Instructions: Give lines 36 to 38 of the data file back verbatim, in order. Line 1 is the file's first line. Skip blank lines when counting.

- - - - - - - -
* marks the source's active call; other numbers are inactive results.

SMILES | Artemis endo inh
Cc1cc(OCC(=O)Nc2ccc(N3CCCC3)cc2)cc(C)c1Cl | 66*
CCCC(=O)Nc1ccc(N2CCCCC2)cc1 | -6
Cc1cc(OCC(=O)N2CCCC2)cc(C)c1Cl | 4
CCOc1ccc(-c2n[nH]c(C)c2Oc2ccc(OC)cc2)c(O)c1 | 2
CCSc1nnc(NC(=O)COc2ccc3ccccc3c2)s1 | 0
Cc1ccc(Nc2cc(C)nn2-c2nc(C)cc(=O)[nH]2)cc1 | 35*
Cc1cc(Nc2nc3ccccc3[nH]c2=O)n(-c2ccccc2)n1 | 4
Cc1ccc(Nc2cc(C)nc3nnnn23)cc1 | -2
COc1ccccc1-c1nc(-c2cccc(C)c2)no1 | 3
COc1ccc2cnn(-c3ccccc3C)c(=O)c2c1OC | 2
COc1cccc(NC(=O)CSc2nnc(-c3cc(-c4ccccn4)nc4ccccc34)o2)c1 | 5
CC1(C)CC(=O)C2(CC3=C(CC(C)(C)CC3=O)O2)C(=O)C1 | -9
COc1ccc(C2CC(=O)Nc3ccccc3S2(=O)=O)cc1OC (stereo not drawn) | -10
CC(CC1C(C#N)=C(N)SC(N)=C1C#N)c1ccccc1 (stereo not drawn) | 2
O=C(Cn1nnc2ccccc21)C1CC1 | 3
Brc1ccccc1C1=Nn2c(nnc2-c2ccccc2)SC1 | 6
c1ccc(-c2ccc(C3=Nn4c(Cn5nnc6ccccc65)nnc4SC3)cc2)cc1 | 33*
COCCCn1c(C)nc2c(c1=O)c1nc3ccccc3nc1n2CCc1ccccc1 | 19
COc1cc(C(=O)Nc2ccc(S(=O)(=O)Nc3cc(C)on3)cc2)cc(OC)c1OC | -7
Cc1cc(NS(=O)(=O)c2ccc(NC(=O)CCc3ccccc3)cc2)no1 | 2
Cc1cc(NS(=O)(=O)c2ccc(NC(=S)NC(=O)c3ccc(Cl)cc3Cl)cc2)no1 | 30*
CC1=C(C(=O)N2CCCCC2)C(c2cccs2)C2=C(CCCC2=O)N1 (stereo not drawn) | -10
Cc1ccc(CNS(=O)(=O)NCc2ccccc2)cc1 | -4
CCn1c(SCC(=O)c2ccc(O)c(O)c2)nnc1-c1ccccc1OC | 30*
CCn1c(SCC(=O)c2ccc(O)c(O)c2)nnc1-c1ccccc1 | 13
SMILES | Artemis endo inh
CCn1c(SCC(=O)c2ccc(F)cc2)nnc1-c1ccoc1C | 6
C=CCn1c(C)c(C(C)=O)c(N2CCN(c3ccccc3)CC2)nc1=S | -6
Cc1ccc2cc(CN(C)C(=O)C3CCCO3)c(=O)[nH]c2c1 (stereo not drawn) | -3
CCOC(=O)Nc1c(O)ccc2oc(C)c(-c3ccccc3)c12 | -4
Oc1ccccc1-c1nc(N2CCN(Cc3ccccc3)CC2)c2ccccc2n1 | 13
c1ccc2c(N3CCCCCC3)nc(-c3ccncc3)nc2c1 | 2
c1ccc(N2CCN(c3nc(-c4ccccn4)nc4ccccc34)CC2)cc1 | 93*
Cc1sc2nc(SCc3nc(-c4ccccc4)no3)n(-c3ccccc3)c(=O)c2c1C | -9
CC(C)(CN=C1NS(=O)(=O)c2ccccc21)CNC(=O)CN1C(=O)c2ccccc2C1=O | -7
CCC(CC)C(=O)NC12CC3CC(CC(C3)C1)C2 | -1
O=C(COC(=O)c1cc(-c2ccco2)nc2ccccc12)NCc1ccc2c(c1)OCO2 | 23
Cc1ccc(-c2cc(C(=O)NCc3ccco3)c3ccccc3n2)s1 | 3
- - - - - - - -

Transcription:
Cc1sc2nc(SCc3nc(-c4ccccc4)no3)n(-c3ccccc3)c(=O)c2c1C | -9
CC(C)(CN=C1NS(=O)(=O)c2ccccc21)CNC(=O)CN1C(=O)c2ccccc2C1=O | -7
CCC(CC)C(=O)NC12CC3CC(CC(C3)C1)C2 | -1